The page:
performed by Maurizio Pollini, or below by Richard Goode
Also, required (or at least very enjoyable, informative) watching (actually listening) is Andras Schiff’s lecture about the piece from Wigmore Hall below:
Dating from 1796, Beethoven’s second-longest piano sonata, the Grand Sonata, was completed in Bratislava and dedicated to one of his students, Babette, of Keglevich Palace. Sounds Fancy. And like Schiff says, she must have been a hell of a pianist, because this is a seriously big work.
The first movement, as one would expect, demand even, from Beethoven, has two wonderfully engaging subjects, the first more delicate and flowing and quite short, the second expansive and heavier. The transition between them is pretty clear, with the first heavy, almost hammer-like chord that stops the repeated notes in the bass and all the rest, which become only stronger and a bit more orchestral-sounding and virtuosic in the second theme. The exposition and its repeat take up half of the first movement, with a very quick but inventive and tumultuous-sounding development, again very symphonic in nature. As Schiff points out in his lecture on this sonata as well as those that came before it, it appears that Beethoven is thinking orchestrally, and one can hear horns on the repeated E-flats at the beginning and elsewhere, etc. That makes up most of the first movement, but there’s a nice little coda, which feels sort of like a misplaced part of the development; it’s about as lengthy, but it rounds out a very colorful, logical, structural, very enjoyable first movement.
Schiff hails the second movement as one of the greatest slow movements in all of music. It’s in a ternary (ABA) form with a long coda. This simple ternary form slow movement is nearly as long as the opening sonata-form movement, though, so it’s not insignificant in any way. Broad, expansive, and marked largo, con gran espressione, it’s marked by dramatic long pauses, moments of silence between phrases. It was in this movement that I learned that Pollini, like Gould, likes to (at least in places) hum along with his own performance, and its rather obvious in this movement, with deep, passionate breaths, and his quiet singing along in some of the more fiery moments of rich chords. I’ve gotten used to it, and know when the pianist is most obviously vocal.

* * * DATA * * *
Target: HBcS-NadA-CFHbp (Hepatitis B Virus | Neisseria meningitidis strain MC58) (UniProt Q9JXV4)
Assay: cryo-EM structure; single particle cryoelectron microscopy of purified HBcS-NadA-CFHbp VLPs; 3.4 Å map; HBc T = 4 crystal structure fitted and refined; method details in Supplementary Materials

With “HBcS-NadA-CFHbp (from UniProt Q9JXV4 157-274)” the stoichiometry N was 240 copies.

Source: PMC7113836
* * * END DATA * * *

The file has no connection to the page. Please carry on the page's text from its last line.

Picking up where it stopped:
The central B section I wouldn’t say is quieter, or even sunnier, or more melancholy, but is void of the hesitation and pregnant pauses that marked the opening theme. What is present is another orchestral quality of the piece, little chirps from high in the piano that sound like they could be clarinet or bassoon or piccolo calling out in the piece, lending a spacious, distant quality to the already quite broad slow movement. The A theme returns before leading to a coda as substantial as any other section of this movement. (It’s the return of the A theme where Pollini appears to me to be most vocal. I’d be moved if I were playing this, too.) The climax comes early in the coda, and the rest closes out the movement beautifully and delicately.
That brings us to the scherzo, the shortest movement of the work. The scherzo itself is merry and upbeat, a less pensive relative of the second movement, without the fury or bite of what the scherzo would come to be in many cases. Pollini gets vocal in the scherzo as well, but his playing is exhilarating.
What is also exhilarating is the trio. It’s suddenly this minor-key storm-clouds-rolling-in passage in two parts, also orchestral, like the stormy passage out of the Pastoral symphony. It’s expansive, ominous, full of texture, and dark blues and grey, but not for long. In an almost illogical change of gears, we’re back to the scherzo, sunny and even a little bucolic-sounding now that the skies have cleared.
And then the finale, a (sonata-)rondo (?). With each section of this work, the orchestral sounds become ever clearer: I hear horn calls, runs from strings, chirps from woodwinds. Again, there are pastoral, glimmering elements here (like the runs up and down in the bass), but also some more tumultuous, busy moments that show this finale to be a virtuosic one. To think that Beethoven wrote this for one of his students. This movement seems to fit so well with the rest of the movements; I hate to keep using words like bucolic or pastoral, but there’s a youthful, kind of natural freeness in the work, especially thinking about the composer out on some visit to a palace in that typically expansive, beautiful countryside type-landscape that palaces are always on.
After all the fireworks and orchestral color and vibrance and small stormy passages, an exploration of the Bratislavan countryside, perhaps, the finale reaches a coda that caps off this rather epic sonata not with fanfare or bombast, but a quiet, polite bow, fading away to a quiet cadence. (Also, you might enjoy the color-coded analysis here of the work, if you can put up with the MIDI ‘performance.’)
What an ambitious work for an op. 7, and again, dedicated to a student of his, no less. Of course, by the time of this op. 7, he already had 3 other sonatas (the op. 2 sonatas) under his belt. While I perhaps read an idyllic, provincial program (or at least scenery) into the piece, however it is that you hear it, it’s still a large work, one with passion and color and scope, and we’re still quite early into the young Beethoven’s career. To think that there are still 28 more sonatas to learn about and enjoy after this one tells you something about how far he would go in the genre, and how much more listening I still have to do. Stay tuned for more from Beethoven this week.